From its opening establishing shot of a fog-filled New York City skyline, Mickey Keating’s Darling signifies itself as an inventive horror film. Lauren Ashley Carter plays the eponymous character, hired to house sit an old house. Sean Young (who is only in the film briefly) plays her employer and lets slip that the last caretaker committed suicide. It is a tale we have heard many a time before (there are obvious parallels to Stephen King’s/Stanley Kubrick’s The Shining) and plays out in much the same way: mysterious sounds, doors slamming, an ominous locked door at the end of a hall. Yet, the film is nuanced and calculated in its approach and tone.
Darling pairs its captivating black and white visuals with jarring inserts of alternate film frames. The miliseconds of flashing light are accompanied by music stings to keep its audience on edge throughout. It’s effective, but almost feels, at times, like a cheat to keep the tension high. While I don’t feel it was over-used, I will admit that it seemed to happen each time my attention began to wander.
One place where I feel that Darling shines is that, often in haunted house movies, I find myself screaming at the main character for acting irrationally, for not noticing the signs that surround them that they are in an unsafe place. Lauren Ashley Carter’s character has the perfect reasons for staying in the house, though to say any more might reveal too much about the plot. Carter portrays Darling’s descent into madness (a la Polanski’s Repulsion) with such a full-tilt devotion to it that it is thrilling and frightening to behold.
During one interlude, Carter’s character goes out for the night to find some company. The extreme close-ups of her applying her lipstick and mascara was as torturous as just about anything else depicted in the film. The way that Keating’s lens lingered on the perfectly made-up and poised Carter in one scene reminded me somewhat of Hitchcock’s much-beleaguered heroines. When Darling manages to find a guy, her charm disappears immediately and the scenes transforms from awkwardly funny to devastatingly brutal.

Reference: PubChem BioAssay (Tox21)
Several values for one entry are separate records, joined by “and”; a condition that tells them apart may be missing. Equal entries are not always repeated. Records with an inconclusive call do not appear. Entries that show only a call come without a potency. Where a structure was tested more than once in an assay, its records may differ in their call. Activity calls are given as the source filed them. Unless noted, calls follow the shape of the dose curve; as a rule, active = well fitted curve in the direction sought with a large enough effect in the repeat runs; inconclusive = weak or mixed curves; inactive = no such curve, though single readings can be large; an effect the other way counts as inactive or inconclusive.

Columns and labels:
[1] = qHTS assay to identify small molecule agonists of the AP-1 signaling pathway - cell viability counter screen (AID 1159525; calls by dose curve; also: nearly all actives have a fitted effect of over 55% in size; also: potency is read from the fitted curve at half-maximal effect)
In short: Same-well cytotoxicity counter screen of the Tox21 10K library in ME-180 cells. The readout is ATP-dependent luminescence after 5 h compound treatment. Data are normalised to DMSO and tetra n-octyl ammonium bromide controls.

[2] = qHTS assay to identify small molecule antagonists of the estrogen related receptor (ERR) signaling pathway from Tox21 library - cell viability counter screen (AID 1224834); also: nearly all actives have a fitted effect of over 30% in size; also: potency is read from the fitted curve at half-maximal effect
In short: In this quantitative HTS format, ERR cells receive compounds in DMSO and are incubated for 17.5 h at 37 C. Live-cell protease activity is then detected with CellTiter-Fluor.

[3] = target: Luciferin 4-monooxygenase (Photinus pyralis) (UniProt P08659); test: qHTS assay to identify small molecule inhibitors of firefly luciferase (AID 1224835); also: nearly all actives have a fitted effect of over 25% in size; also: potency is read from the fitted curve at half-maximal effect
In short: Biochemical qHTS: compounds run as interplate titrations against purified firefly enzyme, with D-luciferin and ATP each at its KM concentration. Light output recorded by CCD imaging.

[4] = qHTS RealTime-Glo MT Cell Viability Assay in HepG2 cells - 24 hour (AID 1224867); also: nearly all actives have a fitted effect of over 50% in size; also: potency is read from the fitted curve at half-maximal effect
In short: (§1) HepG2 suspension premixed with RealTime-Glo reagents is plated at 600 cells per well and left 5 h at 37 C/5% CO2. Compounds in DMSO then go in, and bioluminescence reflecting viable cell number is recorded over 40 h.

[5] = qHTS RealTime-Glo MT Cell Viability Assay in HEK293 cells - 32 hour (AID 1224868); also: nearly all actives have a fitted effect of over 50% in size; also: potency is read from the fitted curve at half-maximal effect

Another major appeal of Darling is its score and sound editing. While used, to great effect, to set your teeth on edge, it also keeps the tension high. Certain parts of the house come with their own sound cues. For instance, in the foyer, there ticking clock that nearly drowns out all other sound with its mechanical might be running just a little too fast When Darling does leave the house, to get groceries, or go to a bar, the deeply unsettling mood follows her, in the music and the camera work. There is no respite from the manor even when it is not physically present.
While the rapid cuts and shrieking noises are neither my cup of tea, nor what I look for in a horror film I can agree that it works. So, while I cannot say that I enjoyed Darling, I can praise it for attempting to be unique.